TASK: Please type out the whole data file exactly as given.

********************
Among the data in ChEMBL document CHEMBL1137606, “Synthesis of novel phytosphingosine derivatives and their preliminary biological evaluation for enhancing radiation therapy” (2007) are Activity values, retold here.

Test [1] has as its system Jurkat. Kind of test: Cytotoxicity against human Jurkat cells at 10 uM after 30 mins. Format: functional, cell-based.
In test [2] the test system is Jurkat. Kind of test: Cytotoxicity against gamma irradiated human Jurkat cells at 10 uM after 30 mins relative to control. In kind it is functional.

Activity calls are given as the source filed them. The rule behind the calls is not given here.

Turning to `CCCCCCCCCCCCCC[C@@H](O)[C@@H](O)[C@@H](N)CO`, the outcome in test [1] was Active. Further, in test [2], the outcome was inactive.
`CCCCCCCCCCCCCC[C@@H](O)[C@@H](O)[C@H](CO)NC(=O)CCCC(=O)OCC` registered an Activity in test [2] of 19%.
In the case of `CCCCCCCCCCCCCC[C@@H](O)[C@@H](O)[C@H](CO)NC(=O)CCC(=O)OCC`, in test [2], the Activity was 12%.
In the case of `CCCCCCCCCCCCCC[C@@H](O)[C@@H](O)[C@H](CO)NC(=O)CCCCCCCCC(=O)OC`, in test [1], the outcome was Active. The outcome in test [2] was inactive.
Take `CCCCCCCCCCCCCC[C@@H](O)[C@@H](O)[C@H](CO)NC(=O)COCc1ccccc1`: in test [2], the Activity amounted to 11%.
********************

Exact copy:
Among the data in ChEMBL document CHEMBL1137606, “Synthesis of novel phytosphingosine derivatives and their preliminary biological evaluation for enhancing radiation therapy” (2007) are Activity values, retold here.

Test [1] has as its system Jurkat. Kind of test: Cytotoxicity against human Jurkat cells at 10 uM after 30 mins. Format: functional, cell-based.
In test [2] the test system is Jurkat. Kind of test: Cytotoxicity against gamma irradiated human Jurkat cells at 10 uM after 30 mins relative to control. In kind it is functional.

Activity calls are given as the source filed them. The rule behind the calls is not given here.

Turning to `CCCCCCCCCCCCCC[C@@H](O)[C@@H](O)[C@@H](N)CO`, the outcome in test [1] was Active. Further, in test [2], the outcome was inactive.
`CCCCCCCCCCCCCC[C@@H](O)[C@@H](O)[C@H](CO)NC(=O)CCCC(=O)OCC` registered an Activity in test [2] of 19%.
In the case of `CCCCCCCCCCCCCC[C@@H](O)[C@@H](O)[C@H](CO)NC(=O)CCC(=O)OCC`, in test [2], the Activity was 12%.
In the case of `CCCCCCCCCCCCCC[C@@H](O)[C@@H](O)[C@H](CO)NC(=O)CCCCCCCCC(=O)OC`, in test [1], the outcome was Active. The outcome in test [2] was inactive.
Take `CCCCCCCCCCCCCC[C@@H](O)[C@@H](O)[C@H](CO)NC(=O)COCc1ccccc1`: in test [2], the Activity amounted to 11%.